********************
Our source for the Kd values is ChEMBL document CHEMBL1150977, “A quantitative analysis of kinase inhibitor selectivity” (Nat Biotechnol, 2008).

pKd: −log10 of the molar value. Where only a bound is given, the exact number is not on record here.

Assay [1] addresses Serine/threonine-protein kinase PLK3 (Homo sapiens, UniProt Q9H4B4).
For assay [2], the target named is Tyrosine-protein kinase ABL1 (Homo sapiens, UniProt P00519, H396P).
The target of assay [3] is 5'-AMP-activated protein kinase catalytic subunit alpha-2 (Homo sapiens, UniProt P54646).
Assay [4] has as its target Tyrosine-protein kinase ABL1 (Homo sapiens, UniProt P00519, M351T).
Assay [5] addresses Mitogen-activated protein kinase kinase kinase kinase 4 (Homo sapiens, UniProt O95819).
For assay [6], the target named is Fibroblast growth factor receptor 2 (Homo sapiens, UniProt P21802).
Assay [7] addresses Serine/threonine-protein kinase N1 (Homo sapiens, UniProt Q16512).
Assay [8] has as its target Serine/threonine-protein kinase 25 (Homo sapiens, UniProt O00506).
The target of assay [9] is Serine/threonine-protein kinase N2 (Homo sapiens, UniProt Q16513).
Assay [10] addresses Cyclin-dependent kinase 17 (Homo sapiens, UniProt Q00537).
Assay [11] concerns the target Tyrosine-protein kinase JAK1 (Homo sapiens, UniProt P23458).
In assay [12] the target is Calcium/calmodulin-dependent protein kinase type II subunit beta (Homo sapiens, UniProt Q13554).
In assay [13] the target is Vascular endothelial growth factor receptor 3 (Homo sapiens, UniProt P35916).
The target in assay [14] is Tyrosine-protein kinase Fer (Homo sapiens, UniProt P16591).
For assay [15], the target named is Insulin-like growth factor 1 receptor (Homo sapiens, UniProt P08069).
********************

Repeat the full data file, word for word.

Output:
Our source for the Kd values is ChEMBL document CHEMBL1150977, “A quantitative analysis of kinase inhibitor selectivity” (Nat Biotechnol, 2008).

pKd: −log10 of the molar value. Where only a bound is given, the exact number is not on record here.

Assay [1] addresses Serine/threonine-protein kinase PLK3 (Homo sapiens, UniProt Q9H4B4).
For assay [2], the target named is Tyrosine-protein kinase ABL1 (Homo sapiens, UniProt P00519, H396P).
The target of assay [3] is 5'-AMP-activated protein kinase catalytic subunit alpha-2 (Homo sapiens, UniProt P54646).
Assay [4] has as its target Tyrosine-protein kinase ABL1 (Homo sapiens, UniProt P00519, M351T).
Assay [5] addresses Mitogen-activated protein kinase kinase kinase kinase 4 (Homo sapiens, UniProt O95819).
For assay [6], the target named is Fibroblast growth factor receptor 2 (Homo sapiens, UniProt P21802).
Assay [7] addresses Serine/threonine-protein kinase N1 (Homo sapiens, UniProt Q16512).
Assay [8] has as its target Serine/threonine-protein kinase 25 (Homo sapiens, UniProt O00506).
The target of assay [9] is Serine/threonine-protein kinase N2 (Homo sapiens, UniProt Q16513).
Assay [10] addresses Cyclin-dependent kinase 17 (Homo sapiens, UniProt Q00537).
Assay [11] concerns the target Tyrosine-protein kinase JAK1 (Homo sapiens, UniProt P23458).
In assay [12] the target is Calcium/calmodulin-dependent protein kinase type II subunit beta (Homo sapiens, UniProt Q13554).
In assay [13] the target is Vascular endothelial growth factor receptor 3 (Homo sapiens, UniProt P35916).
The target in assay [14] is Tyrosine-protein kinase Fer (Homo sapiens, UniProt P16591).
For assay [15], the target named is Insulin-like growth factor 1 receptor (Homo sapiens, UniProt P08069).